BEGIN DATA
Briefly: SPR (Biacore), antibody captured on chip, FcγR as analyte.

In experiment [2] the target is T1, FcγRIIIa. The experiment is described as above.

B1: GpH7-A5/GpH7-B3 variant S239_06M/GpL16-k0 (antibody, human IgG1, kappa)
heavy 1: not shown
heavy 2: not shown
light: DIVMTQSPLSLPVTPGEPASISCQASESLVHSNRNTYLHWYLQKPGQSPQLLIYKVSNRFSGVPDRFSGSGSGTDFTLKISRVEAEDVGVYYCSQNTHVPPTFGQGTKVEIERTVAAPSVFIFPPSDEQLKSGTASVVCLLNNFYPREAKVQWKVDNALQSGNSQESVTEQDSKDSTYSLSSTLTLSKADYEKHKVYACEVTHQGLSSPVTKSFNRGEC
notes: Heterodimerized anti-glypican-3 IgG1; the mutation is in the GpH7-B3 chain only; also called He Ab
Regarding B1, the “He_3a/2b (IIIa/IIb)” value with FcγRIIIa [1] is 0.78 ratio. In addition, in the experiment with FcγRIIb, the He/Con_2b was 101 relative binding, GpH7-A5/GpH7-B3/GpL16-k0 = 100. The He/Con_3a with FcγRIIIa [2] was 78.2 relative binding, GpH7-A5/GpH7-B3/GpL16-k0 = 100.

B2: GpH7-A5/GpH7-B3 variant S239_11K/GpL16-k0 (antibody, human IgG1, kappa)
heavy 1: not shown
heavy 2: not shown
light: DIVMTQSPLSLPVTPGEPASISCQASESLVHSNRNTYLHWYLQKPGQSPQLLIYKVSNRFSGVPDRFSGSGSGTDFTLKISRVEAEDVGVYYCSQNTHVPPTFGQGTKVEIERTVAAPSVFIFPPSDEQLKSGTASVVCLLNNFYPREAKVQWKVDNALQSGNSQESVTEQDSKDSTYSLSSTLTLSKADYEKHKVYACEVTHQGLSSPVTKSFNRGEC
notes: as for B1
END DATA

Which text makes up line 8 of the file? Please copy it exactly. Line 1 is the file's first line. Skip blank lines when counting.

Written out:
Regarding B1, the “He_3a/2b (IIIa/IIb)” value with FcγRIIIa [1] is 0.78 ratio. In addition, in the experiment with FcγRIIb, the He/Con_2b was 101 relative binding, GpH7-A5/GpH7-B3/GpL16-k0 = 100. The He/Con_3a with FcγRIIIa [2] was 78.2 relative binding, GpH7-A5/GpH7-B3/GpL16-k0 = 100.